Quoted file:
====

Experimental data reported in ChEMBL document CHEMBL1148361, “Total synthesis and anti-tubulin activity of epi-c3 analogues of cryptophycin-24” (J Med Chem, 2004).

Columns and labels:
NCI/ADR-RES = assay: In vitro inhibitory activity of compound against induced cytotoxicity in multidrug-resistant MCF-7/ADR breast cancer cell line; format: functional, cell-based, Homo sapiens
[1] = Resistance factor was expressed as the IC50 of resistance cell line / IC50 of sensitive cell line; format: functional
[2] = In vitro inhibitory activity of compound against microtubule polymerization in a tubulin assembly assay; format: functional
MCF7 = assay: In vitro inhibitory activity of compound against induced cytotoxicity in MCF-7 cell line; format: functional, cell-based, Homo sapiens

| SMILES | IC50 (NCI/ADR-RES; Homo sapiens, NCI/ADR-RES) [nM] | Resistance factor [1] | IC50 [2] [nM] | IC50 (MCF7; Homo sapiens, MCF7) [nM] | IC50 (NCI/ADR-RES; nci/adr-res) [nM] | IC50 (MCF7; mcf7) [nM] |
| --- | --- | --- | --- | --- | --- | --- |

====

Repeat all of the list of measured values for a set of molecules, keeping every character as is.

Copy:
Experimental data reported in ChEMBL document CHEMBL1148361, “Total synthesis and anti-tubulin activity of epi-c3 analogues of cryptophycin-24” (J Med Chem, 2004).

Columns and labels:
NCI/ADR-RES = assay: In vitro inhibitory activity of compound against induced cytotoxicity in multidrug-resistant MCF-7/ADR breast cancer cell line; format: functional, cell-based, Homo sapiens
[1] = Resistance factor was expressed as the IC50 of resistance cell line / IC50 of sensitive cell line; format: functional
[2] = In vitro inhibitory activity of compound against microtubule polymerization in a tubulin assembly assay; format: functional
MCF7 = assay: In vitro inhibitory activity of compound against induced cytotoxicity in MCF-7 cell line; format: functional, cell-based, Homo sapiens

| SMILES | IC50 (NCI/ADR-RES; Homo sapiens, NCI/ADR-RES) [nM] | Resistance factor [1] | IC50 [2] [nM] | IC50 (MCF7; Homo sapiens, MCF7) [nM] | IC50 (NCI/ADR-RES; nci/adr-res) [nM] | IC50 (MCF7; mcf7) [nM] |
| --- | --- | --- | --- | --- | --- | --- |